Thursday, October 23, 2014

Letter to a young writer

Having received a friendly inquiry this morning from an aspiring young author regarding the willow imagery in The Secret of Salix Babylonicus, I thought I would share my response [though not his full name or the content of his e-mail].

Dear Nick: 

Thank you for your e-mail. It is always good to hear from an aspiring writer. Your research and writing sound very interesting. 

It is certainly heartening to know that Salix Babylonicus has been noticed, and I'm grateful you took the time to inquire about it. 

I confess I am not as familiar with the far eastern view of the willow as I am with its near eastern portrayal in the Bible, and its role in English literature (Graeme, Tolkein). My own interest basically proceeded from two primary angles: (1) personal experience, and (2) biblical narrative and the particularly poignant symbol of the willow as mentioned in one of the imprecatory psalms (Psalm 137), notable for the description of Jewish exiles in Babylon, unable to sing because of their grief, hanging up their harps in the trees, and for the startling outburst of rage against their captors, in which they declare happy those who will take the children of the Babylonians and dash them against the rocks. It is a starkly angry moment in Scripture that has proved difficult for many theologians to reconcile with their sense of Judeo-Christian ethics.

In the first instance, I had good memories of a willow in our side yard, which inspired a poem on the same topic, "Psalm 1" in The Just, Quiet Wind, and which I set to music on The Word in the Wind (CD). It was "a great climbing tree" which I came to regard as a personal friend, or less extravagantly, as a good hiding place. But it was also an ambiguous character. One year the roots got into the sewer, and our basement was flooded with ... well, you can imagine. 

As a pastor serving in my first church, the subject of willows came up and I heard a friend dismiss them as a pest, basically a "weed," he said, for this very reason: they are such a thirsty tree, normally located by streams, but also able to wreak havoc with domestic plumbing. I found myself leaping to the defense of the willow. About that time I was taking a course on narrative preaching and theology; this found me (1) thinking through the work of Old Testament scholar Walter Brueggemann on the Psalms, who has always advocated for the Psalms as highly cathartic literature, in which one is often shocked to find the psalmist expressing all sorts of anger and frustration to God ... on the way to a clearer head; and (2) wrestling with that particular Psalm 137, about which I remembered an old song from the musical Godspell, entitled, "On the Willows" (c. 1971). As a preacher I was trying to work out just what in the world such an angry psalm was doing in the church's lectionary (the schedule of texts on which preachers preach), for it seemed at odds with the general tenor of Christian teaching: "turn the other cheek," "love your enemies," etc. But it had also inspired that lovely ballad or lament that I had remembered so well.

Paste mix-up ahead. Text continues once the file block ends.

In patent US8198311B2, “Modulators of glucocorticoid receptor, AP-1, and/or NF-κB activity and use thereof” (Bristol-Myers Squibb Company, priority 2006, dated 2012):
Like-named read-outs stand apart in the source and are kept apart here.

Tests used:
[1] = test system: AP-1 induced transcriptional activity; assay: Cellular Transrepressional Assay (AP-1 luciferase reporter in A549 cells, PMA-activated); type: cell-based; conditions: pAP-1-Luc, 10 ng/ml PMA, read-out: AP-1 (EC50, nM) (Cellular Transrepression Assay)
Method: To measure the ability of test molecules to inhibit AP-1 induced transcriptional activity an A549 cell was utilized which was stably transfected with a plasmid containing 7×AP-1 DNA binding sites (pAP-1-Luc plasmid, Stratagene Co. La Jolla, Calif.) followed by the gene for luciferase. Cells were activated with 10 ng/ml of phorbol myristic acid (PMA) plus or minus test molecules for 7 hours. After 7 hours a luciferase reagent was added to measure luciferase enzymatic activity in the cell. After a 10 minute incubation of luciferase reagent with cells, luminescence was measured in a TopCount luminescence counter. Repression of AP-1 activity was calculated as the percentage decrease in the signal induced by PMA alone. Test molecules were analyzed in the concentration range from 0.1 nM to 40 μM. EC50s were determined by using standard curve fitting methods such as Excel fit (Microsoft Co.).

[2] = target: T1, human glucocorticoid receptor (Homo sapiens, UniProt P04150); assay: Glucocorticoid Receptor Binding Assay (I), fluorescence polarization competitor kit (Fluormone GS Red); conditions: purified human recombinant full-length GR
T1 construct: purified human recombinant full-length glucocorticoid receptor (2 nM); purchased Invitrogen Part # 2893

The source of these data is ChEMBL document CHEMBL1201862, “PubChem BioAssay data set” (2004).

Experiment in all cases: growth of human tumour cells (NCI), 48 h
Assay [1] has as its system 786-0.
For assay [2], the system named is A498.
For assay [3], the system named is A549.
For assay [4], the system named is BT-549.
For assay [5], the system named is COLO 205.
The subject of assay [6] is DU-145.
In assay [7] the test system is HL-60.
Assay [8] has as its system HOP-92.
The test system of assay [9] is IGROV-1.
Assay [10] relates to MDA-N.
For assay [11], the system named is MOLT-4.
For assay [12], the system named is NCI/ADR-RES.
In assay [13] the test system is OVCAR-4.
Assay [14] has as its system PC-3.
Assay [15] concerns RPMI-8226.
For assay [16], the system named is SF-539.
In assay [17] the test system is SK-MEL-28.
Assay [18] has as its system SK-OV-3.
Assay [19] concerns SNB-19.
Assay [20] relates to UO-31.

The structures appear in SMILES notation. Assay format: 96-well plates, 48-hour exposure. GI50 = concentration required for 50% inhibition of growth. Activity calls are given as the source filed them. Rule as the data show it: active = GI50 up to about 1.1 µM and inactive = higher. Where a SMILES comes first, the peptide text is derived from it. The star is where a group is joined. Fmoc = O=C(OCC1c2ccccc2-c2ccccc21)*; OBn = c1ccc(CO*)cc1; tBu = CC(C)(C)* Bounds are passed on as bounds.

So I wrote Salix in the mid 1990s as a way of trying to reconcile these questions, and the willow played a basically friendly role in that process, as a pastoral counselor or non-judgmental listener. The heuristic moment for me came when I went to my own pre-Wikipedia source, the Encyclopedia Britannica, and found the Latin genus name, and discovered the etymological connection — Tolkein, a linguist, was big on this sort of thing — between the name salix and the compound derived from its harvesting: salicylic acid, a key ingredient in pain reliever. The irony was palpable. We cut down these beautiful trees and grind them up to make pain relievers, when if we simply stopped and looked at them, accepted their invitation to their quiet shade, stepped beneath their drooping branches and the "tent" or the shelter they provide, and considered their name: "weeping willow"—perhaps we might find a safe place to pour out all our grief, our tears, our pain, our frustration, and do so without fear of judgment. But no, we kill them and turn them into pills. Hence, the willow in Salix becomes a sort of Christlike, self-sacrificial character. 

There is a stream of thought in biblical theology (from a Reformed Protestant perspective) that views the psalms as the songs of the Holy Spirit, and this too became a point of leverage in Salix Babylonicus, enabling me to draw the story forward through New Testament times and into the present day, so that it might offer comfort to widows, orphans, the persecuted, the oppressed, or anyone who may be, as Bruce Cockburn so eloquently put it, "swollen up with unshed tears, bloated like the dead." 

Thanks again for your question. It was fun to go back over all this and reconstruct the thought process. As I recall, that is pretty much how it came together. 

With every good wish for your fruitful labors as an author. 



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